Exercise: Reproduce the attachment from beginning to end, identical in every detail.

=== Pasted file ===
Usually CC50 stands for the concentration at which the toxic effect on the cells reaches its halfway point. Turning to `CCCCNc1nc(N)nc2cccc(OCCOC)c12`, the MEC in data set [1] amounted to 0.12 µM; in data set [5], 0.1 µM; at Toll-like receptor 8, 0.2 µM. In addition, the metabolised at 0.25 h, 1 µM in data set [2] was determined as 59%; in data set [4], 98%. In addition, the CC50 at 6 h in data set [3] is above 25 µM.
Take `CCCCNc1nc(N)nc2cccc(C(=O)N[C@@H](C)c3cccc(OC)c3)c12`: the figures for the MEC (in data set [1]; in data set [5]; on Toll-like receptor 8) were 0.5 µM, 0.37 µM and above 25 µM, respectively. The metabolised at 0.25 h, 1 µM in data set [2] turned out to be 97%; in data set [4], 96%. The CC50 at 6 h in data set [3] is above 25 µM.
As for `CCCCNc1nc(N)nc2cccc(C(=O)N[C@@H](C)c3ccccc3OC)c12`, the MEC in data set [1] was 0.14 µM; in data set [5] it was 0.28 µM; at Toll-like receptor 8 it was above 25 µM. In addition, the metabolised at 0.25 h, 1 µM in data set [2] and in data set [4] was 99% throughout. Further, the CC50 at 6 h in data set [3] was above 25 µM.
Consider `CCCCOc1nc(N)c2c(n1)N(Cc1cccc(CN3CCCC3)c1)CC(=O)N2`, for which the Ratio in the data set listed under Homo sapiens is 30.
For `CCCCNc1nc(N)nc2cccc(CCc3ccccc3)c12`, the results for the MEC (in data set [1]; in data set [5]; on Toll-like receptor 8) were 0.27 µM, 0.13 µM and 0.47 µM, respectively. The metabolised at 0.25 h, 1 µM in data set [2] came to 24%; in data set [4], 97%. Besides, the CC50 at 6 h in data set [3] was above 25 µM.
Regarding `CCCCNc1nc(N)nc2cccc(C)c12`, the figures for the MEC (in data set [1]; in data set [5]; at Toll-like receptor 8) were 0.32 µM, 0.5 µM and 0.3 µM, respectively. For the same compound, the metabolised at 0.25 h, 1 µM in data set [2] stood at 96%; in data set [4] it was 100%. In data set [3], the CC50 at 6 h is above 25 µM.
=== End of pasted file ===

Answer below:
Usually CC50 stands for the concentration at which the toxic effect on the cells reaches its halfway point. Turning to `CCCCNc1nc(N)nc2cccc(OCCOC)c12`, the MEC in data set [1] amounted to 0.12 µM; in data set [5], 0.1 µM; at Toll-like receptor 8, 0.2 µM. In addition, the metabolised at 0.25 h, 1 µM in data set [2] was determined as 59%; in data set [4], 98%. In addition, the CC50 at 6 h in data set [3] is above 25 µM.
Take `CCCCNc1nc(N)nc2cccc(C(=O)N[C@@H](C)c3cccc(OC)c3)c12`: the figures for the MEC (in data set [1]; in data set [5]; on Toll-like receptor 8) were 0.5 µM, 0.37 µM and above 25 µM, respectively. The metabolised at 0.25 h, 1 µM in data set [2] turned out to be 97%; in data set [4], 96%. The CC50 at 6 h in data set [3] is above 25 µM.
As for `CCCCNc1nc(N)nc2cccc(C(=O)N[C@@H](C)c3ccccc3OC)c12`, the MEC in data set [1] was 0.14 µM; in data set [5] it was 0.28 µM; at Toll-like receptor 8 it was above 25 µM. In addition, the metabolised at 0.25 h, 1 µM in data set [2] and in data set [4] was 99% throughout. Further, the CC50 at 6 h in data set [3] was above 25 µM.
Consider `CCCCOc1nc(N)c2c(n1)N(Cc1cccc(CN3CCCC3)c1)CC(=O)N2`, for which the Ratio in the data set listed under Homo sapiens is 30.
For `CCCCNc1nc(N)nc2cccc(CCc3ccccc3)c12`, the results for the MEC (in data set [1]; in data set [5]; on Toll-like receptor 8) were 0.27 µM, 0.13 µM and 0.47 µM, respectively. The metabolised at 0.25 h, 1 µM in data set [2] came to 24%; in data set [4], 97%. Besides, the CC50 at 6 h in data set [3] was above 25 µM.
Regarding `CCCCNc1nc(N)nc2cccc(C)c12`, the figures for the MEC (in data set [1]; in data set [5]; at Toll-like receptor 8) were 0.32 µM, 0.5 µM and 0.3 µM, respectively. For the same compound, the metabolised at 0.25 h, 1 µM in data set [2] stood at 96%; in data set [4] it was 100%. In data set [3], the CC50 at 6 h is above 25 µM.